• Fostering is hard but rewarding

Becoming a foster carer is one of the bravest steps you can take. It is a job that takes place in your home, 24/7. Fostering will require you to make changes to your life. Not only will you be fostering the most vulnerable children in society but you will be working within a difficult system too. It’s hard work. BUT the rewards are beyond anything you could expect in any other job. If you’re in two minds about fostering, simply ask yourself, “in what other job can I transform lives?” With the right support, from the right fostering agency, fostering can be a joy.

Male and female foster carers with their two birth sons, smiling and looking excited.
Becoming a fostering family
  • When you become a foster carer your life will change too!

As with any big life change, foster carers need to learn to live differently. When you apply to foster, you will open your life up to examination. It is important that foster carers realise that no-one is judging them. You are not expected to be saintly! Fostering providers need to check that you have what it takes to foster and that you are offering the best standard of care for the child. However within that, it is understood that you are an individual with your own approach and you should be free to add your uniqueness to the fostering process. Any good provider will nurture you as an individual and support you to foster in the best way you can.

If you’re in two minds about fostering, simply ask yourself, “in what other job can I transform lives?”

  • You may lose some friends but you’ll gain some too.

Not everyone will understand the changes that will happen in your life when you foster. Many of your friends will want to support you; undoubtedly friends like this are gems and will form an important part of your support network. But there will be others who don’t understand that you may need to cancel plans at the last minute. They might not understand your motivations and feel left out. It is important that you can be part of a fostering community. Making friends with other carers will ensure that you feel understood and supported. Take advantage of the fostering communities offered to you by your fostering provider.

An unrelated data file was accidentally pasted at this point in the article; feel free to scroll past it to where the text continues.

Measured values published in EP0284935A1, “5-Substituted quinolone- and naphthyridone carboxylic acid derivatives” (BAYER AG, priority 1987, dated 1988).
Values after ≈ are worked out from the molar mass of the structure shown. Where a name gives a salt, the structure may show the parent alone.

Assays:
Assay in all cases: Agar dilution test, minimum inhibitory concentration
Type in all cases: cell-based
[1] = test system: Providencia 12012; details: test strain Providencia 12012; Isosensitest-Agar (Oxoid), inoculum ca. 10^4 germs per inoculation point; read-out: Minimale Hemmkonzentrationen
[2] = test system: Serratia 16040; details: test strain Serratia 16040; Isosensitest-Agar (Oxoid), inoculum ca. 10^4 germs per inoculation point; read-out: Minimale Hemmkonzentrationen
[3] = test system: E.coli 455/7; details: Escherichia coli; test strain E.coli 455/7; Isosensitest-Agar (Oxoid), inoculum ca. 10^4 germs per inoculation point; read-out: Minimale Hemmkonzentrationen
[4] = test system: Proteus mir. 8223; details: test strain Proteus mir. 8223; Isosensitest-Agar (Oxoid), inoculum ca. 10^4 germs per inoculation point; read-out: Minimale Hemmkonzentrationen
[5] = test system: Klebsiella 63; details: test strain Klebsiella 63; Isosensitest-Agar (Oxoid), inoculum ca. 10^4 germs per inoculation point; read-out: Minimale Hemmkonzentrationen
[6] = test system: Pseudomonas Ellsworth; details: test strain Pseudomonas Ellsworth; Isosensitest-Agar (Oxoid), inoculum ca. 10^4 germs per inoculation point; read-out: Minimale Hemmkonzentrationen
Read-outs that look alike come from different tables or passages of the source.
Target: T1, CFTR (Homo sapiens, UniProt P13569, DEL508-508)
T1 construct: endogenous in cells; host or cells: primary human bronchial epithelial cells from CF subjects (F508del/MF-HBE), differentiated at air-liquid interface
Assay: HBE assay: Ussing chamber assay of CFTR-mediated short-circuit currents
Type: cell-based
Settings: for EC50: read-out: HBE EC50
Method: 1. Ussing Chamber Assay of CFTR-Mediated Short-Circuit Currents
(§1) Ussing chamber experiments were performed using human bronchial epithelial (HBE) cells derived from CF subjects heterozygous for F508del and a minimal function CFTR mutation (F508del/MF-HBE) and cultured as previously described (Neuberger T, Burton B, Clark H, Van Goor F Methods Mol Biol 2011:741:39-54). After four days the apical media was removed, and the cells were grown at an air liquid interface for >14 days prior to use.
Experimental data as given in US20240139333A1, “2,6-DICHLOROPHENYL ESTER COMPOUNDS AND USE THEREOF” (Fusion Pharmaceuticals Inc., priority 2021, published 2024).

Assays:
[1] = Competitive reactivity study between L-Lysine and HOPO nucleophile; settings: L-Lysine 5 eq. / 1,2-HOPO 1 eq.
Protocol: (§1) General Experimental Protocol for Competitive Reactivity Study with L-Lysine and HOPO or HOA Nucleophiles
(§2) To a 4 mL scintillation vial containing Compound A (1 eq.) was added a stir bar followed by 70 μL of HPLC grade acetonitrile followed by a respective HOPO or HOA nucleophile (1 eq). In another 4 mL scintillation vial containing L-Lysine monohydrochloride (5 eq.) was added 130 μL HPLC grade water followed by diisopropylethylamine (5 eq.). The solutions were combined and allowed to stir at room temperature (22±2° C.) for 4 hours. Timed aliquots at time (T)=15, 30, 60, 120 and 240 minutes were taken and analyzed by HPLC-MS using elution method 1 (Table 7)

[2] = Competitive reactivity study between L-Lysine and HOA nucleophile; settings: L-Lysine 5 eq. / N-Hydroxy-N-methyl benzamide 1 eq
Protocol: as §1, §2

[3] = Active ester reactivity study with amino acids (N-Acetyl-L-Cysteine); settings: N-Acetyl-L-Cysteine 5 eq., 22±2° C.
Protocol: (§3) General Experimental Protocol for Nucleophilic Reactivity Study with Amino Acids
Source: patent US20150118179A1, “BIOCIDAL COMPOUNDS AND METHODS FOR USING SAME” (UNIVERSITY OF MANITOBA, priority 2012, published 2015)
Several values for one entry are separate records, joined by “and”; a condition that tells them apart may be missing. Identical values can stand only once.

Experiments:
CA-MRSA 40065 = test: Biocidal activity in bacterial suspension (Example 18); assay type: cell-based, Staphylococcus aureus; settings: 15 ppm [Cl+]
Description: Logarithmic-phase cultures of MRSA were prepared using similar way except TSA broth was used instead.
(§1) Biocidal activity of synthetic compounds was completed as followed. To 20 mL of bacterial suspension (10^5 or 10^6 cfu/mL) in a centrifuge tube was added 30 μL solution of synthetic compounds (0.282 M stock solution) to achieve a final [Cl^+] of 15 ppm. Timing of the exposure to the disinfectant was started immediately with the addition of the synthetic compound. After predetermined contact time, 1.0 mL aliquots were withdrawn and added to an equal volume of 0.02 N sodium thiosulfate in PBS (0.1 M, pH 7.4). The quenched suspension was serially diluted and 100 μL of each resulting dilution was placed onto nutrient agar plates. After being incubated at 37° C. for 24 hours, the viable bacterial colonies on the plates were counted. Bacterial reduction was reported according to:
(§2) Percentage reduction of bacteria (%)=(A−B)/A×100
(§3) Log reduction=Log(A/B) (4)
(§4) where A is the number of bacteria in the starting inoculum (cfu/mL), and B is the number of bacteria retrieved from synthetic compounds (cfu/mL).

• You will surprise yourself.

Fostering gives you endless opportunity to learn about yourself. The children that you care for will provoke all manner of reactions in you! Some children may cause your own unresolved issues to surface. It is for this reason that you must choose a fostering provider who will offer excellent support and supervision. But it’s not all bad! When you foster, you will discover strengths you did not know you had. As you help children to heal, you too will grow, learn and develop as a person.

In a world where kindness and understanding can be hard to find, one often sees them alive and kicking in fostering families.

  • Fostering will make your life richer.

We all know that good foster carers can transform the lives of children. This is one of the main motivations of good foster carers. Yet, it is also true to say that fostering will transform and enrich the lives of fostering families. Foster carers often tell us that their birth children have become more resilient, more empathetic and more emotionally intelligent. Both children and adults who foster learn something vital about their own humanity and that of others who are different to them. In a world where kindness and understanding can be hard to find, one often sees them alive and kicking in fostering families.

If you think that you have what it takes to become a foster carer, we have lots of information on our website, including some excellent fostering seminars. Find out more about fostering here.

We also post information about Eastern Fostering Services events on our Facebook page. See if there is a fostering event near to you!

Could you #changeafuture

Good fostering can transform lives

This May sees the start of Foster Care Fortnight, the UK’s biggest awareness raising campaign for foster care.

In the UK, it is estimated that over 8000 additional fostering families are needed .

“In the East of England alone, we need over 600 additional carers to allow us to provide well matched foster carers to the children who need them,” says Eleanor Vanner of Eastern Fostering Services, an agency who look after children across Essex, Suffolk and Cambridgeshire. “Every 20 minutes in the UK another child comes into care needing a fostering family; it’s vital that we have a good pool of carers for these children.”

Fostering offers children and young people the opportunity for secure, safe and nurturing homes when they are unable to live with their birth families. Indeed good foster care can help transform the lives of children who have experienced loss and trauma in their early lives.

So what makes a good foster carer?

“There are several things that we look for in potential foster carers,” says Lucy Stevens who recruits carers for Eastern Fostering Services. “Foster carers are expected to support, listen to and advocate for children. They need to be empathetic, good communicators, patient, kind, warm, nurturing, strong and determined. They need to be able to work with a wide range of individuals and professionals. They need to be resilient and perhaps most importantly of all be in possession of a good sense of humour!”